Top 10 Most Important Cars of All Time

Top 10 Most Important Cars of All Time

Toyota Prius

We know what you’re saying, “The Toyota Prius? This is supposed to be a list of the top 10 cars of all time!” Well, it is and no, this is not a mistake. Like it or not hybrids are important and they’re here to stay.

So what’s the significance of the Prius? Well, for starters it was the world’s first mass-produced battery-electric vehicle. Introduced in 1997, this homely little fuel miser has gone on to become a hit around the world.

In the U.S. alone the company sold more 200,000 of them through October. That makes it Toyota’s third most-popular model in America after the first-place Camry and the runner-up Corolla.

Prius is Latin for “to go before,” and this hypermiling hatchback certainly has. It’s spurred the competition on to offer their own hybrid vehicles. Companies from Ford to Kia now sell cars with electrified powertrains.

Now in its third generation, the success of the original Prius has spawned a variety of other models. Buyers can choose from a smaller version, the Prius C, a larger model in the form of the Prius V and even a plug-in variant.

  • The Veyron was included as one of the 10 most important cars? I don’t understand that. It is such a limited production vehicle, and the technologies used in it are nowhere near usable on any other vehicle. If you want an important sports car that has had significant influence on the cars of today, how about the Lamborghini Muira, the first mid-engined volume production car? Its influence can be seen in cars from any number of manufacturers from Ferrari (many), Audi (R8), Pontiac (Fiero), Ford (Pantera and GT40), almost all Lamborghinis since the Muira), Maserati (Bora and Merak), and on and on. The Veyron itself uses the same layout.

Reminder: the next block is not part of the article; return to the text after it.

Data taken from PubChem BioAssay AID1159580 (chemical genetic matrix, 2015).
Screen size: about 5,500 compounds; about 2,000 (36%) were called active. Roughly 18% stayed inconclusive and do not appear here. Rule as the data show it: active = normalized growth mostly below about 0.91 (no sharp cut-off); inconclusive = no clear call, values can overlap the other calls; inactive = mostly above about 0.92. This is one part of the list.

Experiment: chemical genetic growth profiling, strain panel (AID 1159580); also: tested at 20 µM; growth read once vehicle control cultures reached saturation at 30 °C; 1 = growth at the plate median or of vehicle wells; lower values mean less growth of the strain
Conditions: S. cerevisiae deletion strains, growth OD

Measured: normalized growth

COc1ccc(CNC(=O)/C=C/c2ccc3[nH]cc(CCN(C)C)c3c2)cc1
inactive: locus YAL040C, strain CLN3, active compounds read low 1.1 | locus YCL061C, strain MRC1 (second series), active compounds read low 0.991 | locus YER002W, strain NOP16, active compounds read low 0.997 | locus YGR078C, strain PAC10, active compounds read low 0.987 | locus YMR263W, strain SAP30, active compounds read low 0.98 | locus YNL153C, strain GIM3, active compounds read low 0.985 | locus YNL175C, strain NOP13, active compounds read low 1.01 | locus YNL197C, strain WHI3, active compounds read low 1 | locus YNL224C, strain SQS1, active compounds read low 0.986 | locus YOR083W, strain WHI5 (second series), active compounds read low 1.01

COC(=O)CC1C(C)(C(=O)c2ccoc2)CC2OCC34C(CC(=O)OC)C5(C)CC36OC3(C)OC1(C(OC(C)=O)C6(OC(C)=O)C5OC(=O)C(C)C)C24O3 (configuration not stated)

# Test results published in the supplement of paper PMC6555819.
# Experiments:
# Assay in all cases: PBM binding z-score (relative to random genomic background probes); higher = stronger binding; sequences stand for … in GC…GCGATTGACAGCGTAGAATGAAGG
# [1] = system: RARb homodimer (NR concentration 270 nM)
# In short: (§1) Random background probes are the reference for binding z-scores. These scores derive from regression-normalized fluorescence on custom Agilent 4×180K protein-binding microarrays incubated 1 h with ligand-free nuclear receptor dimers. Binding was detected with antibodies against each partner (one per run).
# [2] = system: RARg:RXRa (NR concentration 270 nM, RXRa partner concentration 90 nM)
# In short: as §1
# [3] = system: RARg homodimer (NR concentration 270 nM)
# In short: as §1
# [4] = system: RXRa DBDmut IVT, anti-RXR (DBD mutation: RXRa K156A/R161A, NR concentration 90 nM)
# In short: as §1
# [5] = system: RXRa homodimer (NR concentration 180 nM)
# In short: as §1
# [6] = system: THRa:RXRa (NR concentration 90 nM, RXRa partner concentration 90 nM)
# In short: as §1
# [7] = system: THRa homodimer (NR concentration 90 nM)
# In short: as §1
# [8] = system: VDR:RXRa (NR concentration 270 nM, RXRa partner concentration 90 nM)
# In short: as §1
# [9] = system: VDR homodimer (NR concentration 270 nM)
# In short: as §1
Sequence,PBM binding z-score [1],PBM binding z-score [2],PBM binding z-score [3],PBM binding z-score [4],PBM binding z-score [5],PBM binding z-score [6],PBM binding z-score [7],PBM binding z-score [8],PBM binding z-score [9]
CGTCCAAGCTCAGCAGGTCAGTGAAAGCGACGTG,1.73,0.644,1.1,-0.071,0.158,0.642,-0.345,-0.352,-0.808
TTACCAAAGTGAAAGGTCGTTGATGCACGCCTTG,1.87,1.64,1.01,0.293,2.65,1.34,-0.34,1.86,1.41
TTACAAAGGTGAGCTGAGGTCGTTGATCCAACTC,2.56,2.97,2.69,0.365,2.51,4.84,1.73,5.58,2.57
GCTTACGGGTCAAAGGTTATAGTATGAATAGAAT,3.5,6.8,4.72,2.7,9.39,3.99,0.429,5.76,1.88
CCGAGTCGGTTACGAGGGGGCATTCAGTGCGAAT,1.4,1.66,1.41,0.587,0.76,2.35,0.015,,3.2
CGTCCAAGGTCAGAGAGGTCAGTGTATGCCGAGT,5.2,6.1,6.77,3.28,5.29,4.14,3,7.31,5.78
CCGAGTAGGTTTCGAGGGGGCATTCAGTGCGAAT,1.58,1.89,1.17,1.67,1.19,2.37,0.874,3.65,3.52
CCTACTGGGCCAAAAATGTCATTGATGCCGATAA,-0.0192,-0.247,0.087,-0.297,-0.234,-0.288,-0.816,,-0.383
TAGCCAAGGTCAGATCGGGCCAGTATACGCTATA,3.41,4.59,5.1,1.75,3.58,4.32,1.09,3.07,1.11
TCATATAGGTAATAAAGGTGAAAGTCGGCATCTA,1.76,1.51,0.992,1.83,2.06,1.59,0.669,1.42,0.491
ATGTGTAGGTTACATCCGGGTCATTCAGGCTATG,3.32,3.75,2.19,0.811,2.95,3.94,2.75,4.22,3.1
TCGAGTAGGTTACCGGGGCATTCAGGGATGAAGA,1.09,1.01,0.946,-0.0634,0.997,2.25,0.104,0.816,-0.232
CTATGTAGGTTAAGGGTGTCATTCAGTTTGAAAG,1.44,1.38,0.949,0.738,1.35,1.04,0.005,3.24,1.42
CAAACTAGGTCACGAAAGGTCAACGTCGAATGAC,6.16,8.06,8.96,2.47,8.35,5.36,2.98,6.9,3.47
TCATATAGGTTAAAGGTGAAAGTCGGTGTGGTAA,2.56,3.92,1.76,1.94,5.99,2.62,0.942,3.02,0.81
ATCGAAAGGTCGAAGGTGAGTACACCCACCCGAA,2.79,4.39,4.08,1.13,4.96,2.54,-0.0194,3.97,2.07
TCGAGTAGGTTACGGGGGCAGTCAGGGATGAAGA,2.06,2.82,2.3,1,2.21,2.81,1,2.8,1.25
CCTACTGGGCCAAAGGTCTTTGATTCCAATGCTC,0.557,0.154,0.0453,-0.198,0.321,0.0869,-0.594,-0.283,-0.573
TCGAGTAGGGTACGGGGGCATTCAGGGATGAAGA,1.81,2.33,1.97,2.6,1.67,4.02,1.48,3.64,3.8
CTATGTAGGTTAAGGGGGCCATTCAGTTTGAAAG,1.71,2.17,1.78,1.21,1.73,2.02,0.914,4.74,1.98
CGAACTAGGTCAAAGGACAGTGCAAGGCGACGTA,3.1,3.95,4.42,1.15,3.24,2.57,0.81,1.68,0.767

• Urbanwheelman

    How can the title have the most obvious of spelling errors. Importat?  Tsk. Tsk.

  • Rod

    “The Bugatti Veyron is none of this…”
    Yeah, and it’s damn ugly, too.

  • Guest

    Most disappointing list ever.

  • prius04

    The $250 price you quote for the Model T has no context.   In 1927 the average weekly wage was $30 a week or so.  Thus it took about 8 weeks to afford the car.  Today the average weekly wage is about $800 so after 8 weeks you would have about $6500.  This shows it would still be quite cheap but you would have better context.

  • Calvin_guest

    Worst list of anything that Ive ever seen ever. die. die slowly.

  • Op Industries_1

    How did the Volvo 240 “brick” not make this list??

  • Mick

    To add to the Airflow’s importance, the first car Toyota ever made was basically a copy of the Chrysler: the Toyota AA.

  • acronus

    You’re kidding me, where is the Citroen DS on this list?